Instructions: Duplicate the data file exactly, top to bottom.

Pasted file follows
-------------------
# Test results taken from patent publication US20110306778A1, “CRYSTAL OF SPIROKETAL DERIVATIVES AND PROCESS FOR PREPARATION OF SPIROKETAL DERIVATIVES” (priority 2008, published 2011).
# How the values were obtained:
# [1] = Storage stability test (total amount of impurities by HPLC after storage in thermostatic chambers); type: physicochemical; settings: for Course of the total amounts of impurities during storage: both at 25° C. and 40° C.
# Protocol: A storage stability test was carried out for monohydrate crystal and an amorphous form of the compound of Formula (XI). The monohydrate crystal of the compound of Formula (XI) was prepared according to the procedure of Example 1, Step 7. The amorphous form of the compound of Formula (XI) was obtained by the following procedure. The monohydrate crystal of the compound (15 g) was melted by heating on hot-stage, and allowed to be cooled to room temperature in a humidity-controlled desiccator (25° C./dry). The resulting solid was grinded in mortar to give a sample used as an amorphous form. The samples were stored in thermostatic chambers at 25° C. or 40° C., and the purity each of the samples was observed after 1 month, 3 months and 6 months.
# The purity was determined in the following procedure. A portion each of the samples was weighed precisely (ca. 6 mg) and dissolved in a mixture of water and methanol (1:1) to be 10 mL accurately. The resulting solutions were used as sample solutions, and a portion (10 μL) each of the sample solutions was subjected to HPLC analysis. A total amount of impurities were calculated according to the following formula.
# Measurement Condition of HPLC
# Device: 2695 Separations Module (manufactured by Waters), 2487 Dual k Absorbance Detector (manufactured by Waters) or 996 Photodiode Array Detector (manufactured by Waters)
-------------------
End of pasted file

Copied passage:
# Test results taken from patent publication US20110306778A1, “CRYSTAL OF SPIROKETAL DERIVATIVES AND PROCESS FOR PREPARATION OF SPIROKETAL DERIVATIVES” (priority 2008, published 2011).
# How the values were obtained:
# [1] = Storage stability test (total amount of impurities by HPLC after storage in thermostatic chambers); type: physicochemical; settings: for Course of the total amounts of impurities during storage: both at 25° C. and 40° C.
# Protocol: A storage stability test was carried out for monohydrate crystal and an amorphous form of the compound of Formula (XI). The monohydrate crystal of the compound of Formula (XI) was prepared according to the procedure of Example 1, Step 7. The amorphous form of the compound of Formula (XI) was obtained by the following procedure. The monohydrate crystal of the compound (15 g) was melted by heating on hot-stage, and allowed to be cooled to room temperature in a humidity-controlled desiccator (25° C./dry). The resulting solid was grinded in mortar to give a sample used as an amorphous form. The samples were stored in thermostatic chambers at 25° C. or 40° C., and the purity each of the samples was observed after 1 month, 3 months and 6 months.
# The purity was determined in the following procedure. A portion each of the samples was weighed precisely (ca. 6 mg) and dissolved in a mixture of water and methanol (1:1) to be 10 mL accurately. The resulting solutions were used as sample solutions, and a portion (10 μL) each of the sample solutions was subjected to HPLC analysis. A total amount of impurities were calculated according to the following formula.
# Measurement Condition of HPLC
# Device: 2695 Separations Module (manufactured by Waters), 2487 Dual k Absorbance Detector (manufactured by Waters) or 996 Photodiode Array Detector (manufactured by Waters)